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Jimmy Webb: Rock fashion icon ‘walked on the wild side’

THE VILLAGE SUN, New York on April 22, 2020

whole food deliveries
Jimmy Webb in a photo shoot for the revived Overthrow magazine.
(Photo by Clayton Patterson)

BY CLAYTON PATTERSON | New York City, for those who get the vibe, is a city of electricity, high energy. There were so many fast-moving streams one could be carried away in.

There is the people rapids of Canal St., or the swift-moving currents of the Uptown crowd on 57th St. Or being on a rush-hour train, people elbow to elbow. All jammed together but separate.

All this energy has transformed into emptiness, people wearing masks, separated by the length of two yardsticks. Instead of people looking outward, they are looking inward. The mood is one of darkness, death and dying.

In all this darkness and death can there even be a single ray of bright light? Yes! It springs from a memory. A memory of the glowing, warm, loving smile of Jimmy Webb. R.I.P. Anyone who spent time in a Downtown rock ’n’ roll scene or was around during the punk period on St. Mark’s had to have seen, come across or known Jimmy Webb from Trash and Vaudeville. But who really was Jimmy Webb?

He comes from Upstate, New York, from a town named Wynantskill. He was born Aug. 28, 1957, in Troy, N.Y. By the time he reached kindergarten, he knew he was different.

Garbage picker
Jimmy Webb in his Lower East Side boutique, I Need More. (Photo by Clayton Patterson)

In the spring of his life he felt he was different from the other kids. They would gather around him and point and whisper. He felt more like a monarch butterfly and everyone else was one of those white cabbage moths. In his Peter Pan version of life, he was not a pirate, but a fairy. He soon realized his difference was he was gay.

The next life-changing moment, when he was 12 or 13, came by chance. He and a friend talked his friend’s older sister into buying them a bottle of Boone’s Farm Tango liquor. They were drinking by a creek. His friend had a transistor radio and said, “You have got to hear this song, ‘Walk on the Wild Side,’” by Lou Reed.

It was Jimmy’s first intoxication with music — it wasn’t the liquor, but the sound coming from the transistor radio. He had no idea what the song meant, no idea what a leather daddy or a tranny was or who Candy Darling was. But the song connected with him, not on a conscious but an unconscious level. That spirit, that essence was burned into his psyche. At 16 he graduated high school, not, as he said, because he was so much smarter than everyone else, more just because of time and circumstance. Time, circumstances, chance, became one of the dominant factors in his life.

He left his small town for another small town, Winsted, and attended Northwestern Connecticut Community College. He studied business, but his loins were screaming for adventure. He and a couple of friends dropped out and hitchhiked to Florida. It was a game changer for this 16-year-old. It was 1975, the disco period.

That journey ended in Fort Lauderdale, with him sleeping on the beach, under the palm trees. His two friends headed back north to safer ground. Jimmy loved the adventure. He found his way to the city’s largest gay disco club. He became a chicken for two older gay chicken hawks. They grabbed him up. They opened the door to his next adventure.

He never felt exploited, more like taken care of. Sitting in a hotel dining room, he had an OMG moment: There was Charles Nelson Reilly of “Hollywood Squares” fame, a TV show that his grandmother had been captivated watching.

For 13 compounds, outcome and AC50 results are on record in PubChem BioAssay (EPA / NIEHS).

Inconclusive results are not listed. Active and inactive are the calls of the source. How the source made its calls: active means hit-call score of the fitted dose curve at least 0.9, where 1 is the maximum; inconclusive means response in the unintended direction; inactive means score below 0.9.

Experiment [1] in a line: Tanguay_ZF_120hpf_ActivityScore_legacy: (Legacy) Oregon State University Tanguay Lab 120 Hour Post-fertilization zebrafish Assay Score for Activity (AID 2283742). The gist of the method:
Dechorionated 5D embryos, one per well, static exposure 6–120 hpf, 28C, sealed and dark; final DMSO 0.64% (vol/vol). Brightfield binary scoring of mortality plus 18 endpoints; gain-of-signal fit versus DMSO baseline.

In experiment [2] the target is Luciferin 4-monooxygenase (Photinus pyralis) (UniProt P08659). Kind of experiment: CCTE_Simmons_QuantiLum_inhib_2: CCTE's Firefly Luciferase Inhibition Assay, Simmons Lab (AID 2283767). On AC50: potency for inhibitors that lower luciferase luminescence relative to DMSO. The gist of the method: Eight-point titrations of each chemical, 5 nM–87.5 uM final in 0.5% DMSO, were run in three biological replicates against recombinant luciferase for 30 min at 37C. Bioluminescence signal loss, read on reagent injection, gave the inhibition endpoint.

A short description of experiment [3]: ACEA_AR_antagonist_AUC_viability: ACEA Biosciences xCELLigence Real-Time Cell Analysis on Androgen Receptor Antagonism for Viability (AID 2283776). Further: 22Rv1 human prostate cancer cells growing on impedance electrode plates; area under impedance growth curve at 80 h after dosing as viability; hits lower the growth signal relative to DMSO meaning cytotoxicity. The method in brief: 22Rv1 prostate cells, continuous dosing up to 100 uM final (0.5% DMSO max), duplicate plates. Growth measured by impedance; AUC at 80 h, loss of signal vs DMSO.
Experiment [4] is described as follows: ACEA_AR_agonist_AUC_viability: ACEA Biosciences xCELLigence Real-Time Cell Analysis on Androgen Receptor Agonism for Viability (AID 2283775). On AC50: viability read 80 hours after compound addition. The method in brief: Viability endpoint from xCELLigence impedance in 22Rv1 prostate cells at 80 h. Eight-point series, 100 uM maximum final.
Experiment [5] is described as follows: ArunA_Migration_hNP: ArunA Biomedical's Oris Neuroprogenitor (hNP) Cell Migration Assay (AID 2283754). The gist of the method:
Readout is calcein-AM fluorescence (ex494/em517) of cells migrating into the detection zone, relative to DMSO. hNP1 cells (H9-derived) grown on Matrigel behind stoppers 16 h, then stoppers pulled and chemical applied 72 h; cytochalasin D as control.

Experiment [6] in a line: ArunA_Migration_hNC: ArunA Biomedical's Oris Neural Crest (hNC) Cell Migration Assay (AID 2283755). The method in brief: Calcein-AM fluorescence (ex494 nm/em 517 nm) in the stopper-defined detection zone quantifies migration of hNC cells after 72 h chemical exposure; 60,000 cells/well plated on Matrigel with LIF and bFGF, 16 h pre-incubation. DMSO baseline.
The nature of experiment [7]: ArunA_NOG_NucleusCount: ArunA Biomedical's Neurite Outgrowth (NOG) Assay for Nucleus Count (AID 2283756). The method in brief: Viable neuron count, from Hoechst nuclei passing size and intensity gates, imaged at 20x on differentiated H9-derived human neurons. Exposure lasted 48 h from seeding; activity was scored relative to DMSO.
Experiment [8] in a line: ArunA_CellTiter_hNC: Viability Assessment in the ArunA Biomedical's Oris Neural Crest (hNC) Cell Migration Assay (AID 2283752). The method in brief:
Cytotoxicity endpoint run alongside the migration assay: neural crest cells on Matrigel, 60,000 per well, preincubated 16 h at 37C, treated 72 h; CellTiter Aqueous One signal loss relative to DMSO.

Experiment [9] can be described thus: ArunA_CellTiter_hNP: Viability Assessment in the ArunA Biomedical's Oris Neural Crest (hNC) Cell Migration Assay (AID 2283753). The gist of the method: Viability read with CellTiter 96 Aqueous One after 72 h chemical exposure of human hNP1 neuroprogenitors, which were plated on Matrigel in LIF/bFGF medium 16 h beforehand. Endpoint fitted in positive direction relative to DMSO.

Soon these two gays guys took him to New York City. All he had was a stolen hotel pillowcase filled with six garments of clothing. They lived on the Upper West Side. This relationship was not one of being taken advantage of but an education. They got him a job as a barback in a gay bar. He met Jamie, a hairdresser, who bleached his hair, and he was slowly transforming into Jimmy.

He was a walker. He walked and walked all over Manhattan, which he said was the largest crayon box in the world. The colors were made up by the Fifth Ave. ladies while the darker colors were the seedy sides of 42nd St., the pimps, the whores, the blacksploitation movies. He got a job as a ticket taker in a porn movie theater. This became the beginning of the street hustler part of his survival.

Jimmy was attracted to music and dancing. He breezed past the long line of people hoping to get picked to enter Studio 54. He was that cute punk boy. Immediately, with a wink, a nod and a wave, in the front door he went. Dancing with stars like Bianca Jagger, fashion designer Halston.

To get a taste of the other side of clubland, he went from the glitter of Studio 54 to the more dark and dingy gay-centric Pyramid Club on Avenue A. One thing about the Pyramid that fascinated Jimmy was how democratic it was. There was skinhead security, Hells Angels hanging out, drag queens dancing on the bar, and as was typical of the Lower East Side, almost one of every type.

He was never a bar-top boy dancer. By now New York City had migrated past the disco period and into punk. Again, it was the music that entered his life — specifically, the Iggy Pop album from 1997, “The Idiot.”

Bike delivery man
In a shoot for the new Overthrow magazine — which is different
from the former Yippie newspaper of the same name —
Jimmy Webb models his signature leather vest with spider
and web design. (Photo by Clayton Patterson)

One of the ways Jimmy was able to become somewhat of a club celebrity was not his designer fashion statement — his clothes came from the garbage — but his sense of style. Often his clothes were held together by safety pins. As Johnny Rotten said, the safety pins were not a fashion statement but to hold the clothes together.

It was swimming in the club world where he was introduced to another of the most serious game changers of his life — hard drugs. Heroin and cocaine.

Like most people, his introduction was delicious, intoxicating, inspiring, a love affair. Soon enough, he was caught in the death grip of addiction. This demon stole everything he owned. Stripped his soul of all joy and left him bare and naked and homeless. An empty shell of a human being.

He was living — in a cardboard box — with the other homeless in Tompkins Square Park. Just days before the Aug. 6-7, 1988, Tompkins Square Park Police Riot, his mother had received a call from a counselor. She drove her pickup truck to New York City, pulled Jimmy out of the sewer, took him back Upstate.

This period was no picnic either. He landed in jail, he was facing 7 1/3 to 25 years behind bars.

“Yeah, it was pretty deep, and I was put in jail in Albany, New York,” he recalled. “I was going to go to prison, but by grace, and blessings and karma and destiny — whatever you want to call it — I was released.

“I did a ‘strong probation’ thing. [But] I fell back into drugs again as soon as I got out of jail. I may have been living in a park here — but I always had a mommy, you know, who’d buy coffee or do my laundry or something. How pathetic at thirtysomething years old? I’m not f—ing punk rock. You know what I mean?